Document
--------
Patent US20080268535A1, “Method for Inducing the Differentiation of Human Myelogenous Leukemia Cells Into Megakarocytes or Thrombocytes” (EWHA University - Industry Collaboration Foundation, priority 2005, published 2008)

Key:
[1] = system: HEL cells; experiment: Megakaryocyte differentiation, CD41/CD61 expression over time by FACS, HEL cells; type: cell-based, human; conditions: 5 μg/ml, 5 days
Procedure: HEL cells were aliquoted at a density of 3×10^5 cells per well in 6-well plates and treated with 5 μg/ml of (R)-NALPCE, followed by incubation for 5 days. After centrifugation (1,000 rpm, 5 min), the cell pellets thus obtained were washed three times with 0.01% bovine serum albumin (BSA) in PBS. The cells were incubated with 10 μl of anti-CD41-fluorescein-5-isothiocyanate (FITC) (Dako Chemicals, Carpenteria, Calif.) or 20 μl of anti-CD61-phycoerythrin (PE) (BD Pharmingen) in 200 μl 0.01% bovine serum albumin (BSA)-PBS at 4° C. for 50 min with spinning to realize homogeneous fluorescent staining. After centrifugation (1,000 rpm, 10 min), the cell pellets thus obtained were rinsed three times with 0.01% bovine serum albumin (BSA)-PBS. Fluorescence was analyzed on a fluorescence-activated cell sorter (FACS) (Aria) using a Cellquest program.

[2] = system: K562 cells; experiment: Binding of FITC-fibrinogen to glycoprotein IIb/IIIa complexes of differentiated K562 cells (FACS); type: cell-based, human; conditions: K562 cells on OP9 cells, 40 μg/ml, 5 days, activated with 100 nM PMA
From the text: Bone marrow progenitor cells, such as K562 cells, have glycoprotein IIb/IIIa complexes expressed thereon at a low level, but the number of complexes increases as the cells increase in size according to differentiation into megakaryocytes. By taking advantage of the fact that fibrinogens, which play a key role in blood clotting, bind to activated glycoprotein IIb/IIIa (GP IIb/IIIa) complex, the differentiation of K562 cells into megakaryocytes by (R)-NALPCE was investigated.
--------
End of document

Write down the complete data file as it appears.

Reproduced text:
Patent US20080268535A1, “Method for Inducing the Differentiation of Human Myelogenous Leukemia Cells Into Megakarocytes or Thrombocytes” (EWHA University - Industry Collaboration Foundation, priority 2005, published 2008)

Key:
[1] = system: HEL cells; experiment: Megakaryocyte differentiation, CD41/CD61 expression over time by FACS, HEL cells; type: cell-based, human; conditions: 5 μg/ml, 5 days
Procedure: HEL cells were aliquoted at a density of 3×10^5 cells per well in 6-well plates and treated with 5 μg/ml of (R)-NALPCE, followed by incubation for 5 days. After centrifugation (1,000 rpm, 5 min), the cell pellets thus obtained were washed three times with 0.01% bovine serum albumin (BSA) in PBS. The cells were incubated with 10 μl of anti-CD41-fluorescein-5-isothiocyanate (FITC) (Dako Chemicals, Carpenteria, Calif.) or 20 μl of anti-CD61-phycoerythrin (PE) (BD Pharmingen) in 200 μl 0.01% bovine serum albumin (BSA)-PBS at 4° C. for 50 min with spinning to realize homogeneous fluorescent staining. After centrifugation (1,000 rpm, 10 min), the cell pellets thus obtained were rinsed three times with 0.01% bovine serum albumin (BSA)-PBS. Fluorescence was analyzed on a fluorescence-activated cell sorter (FACS) (Aria) using a Cellquest program.

[2] = system: K562 cells; experiment: Binding of FITC-fibrinogen to glycoprotein IIb/IIIa complexes of differentiated K562 cells (FACS); type: cell-based, human; conditions: K562 cells on OP9 cells, 40 μg/ml, 5 days, activated with 100 nM PMA
From the text: Bone marrow progenitor cells, such as K562 cells, have glycoprotein IIb/IIIa complexes expressed thereon at a low level, but the number of complexes increases as the cells increase in size according to differentiation into megakaryocytes. By taking advantage of the fact that fibrinogens, which play a key role in blood clotting, bind to activated glycoprotein IIb/IIIa (GP IIb/IIIa) complex, the differentiation of K562 cells into megakaryocytes by (R)-NALPCE was investigated.